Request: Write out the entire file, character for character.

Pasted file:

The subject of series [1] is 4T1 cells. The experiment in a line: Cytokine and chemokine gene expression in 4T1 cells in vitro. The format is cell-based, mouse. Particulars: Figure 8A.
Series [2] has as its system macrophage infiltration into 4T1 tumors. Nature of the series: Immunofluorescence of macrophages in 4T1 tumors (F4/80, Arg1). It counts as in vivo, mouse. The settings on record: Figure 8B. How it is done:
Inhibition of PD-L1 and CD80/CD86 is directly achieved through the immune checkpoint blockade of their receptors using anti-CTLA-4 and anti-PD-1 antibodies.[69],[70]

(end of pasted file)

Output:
The subject of series [1] is 4T1 cells. The experiment in a line: Cytokine and chemokine gene expression in 4T1 cells in vitro. The format is cell-based, mouse. Particulars: Figure 8A.
Series [2] has as its system macrophage infiltration into 4T1 tumors. Nature of the series: Immunofluorescence of macrophages in 4T1 tumors (F4/80, Arg1). It counts as in vivo, mouse. The settings on record: Figure 8B. How it is done:
Inhibition of PD-L1 and CD80/CD86 is directly achieved through the immune checkpoint blockade of their receptors using anti-CTLA-4 and anti-PD-1 antibodies.[69],[70]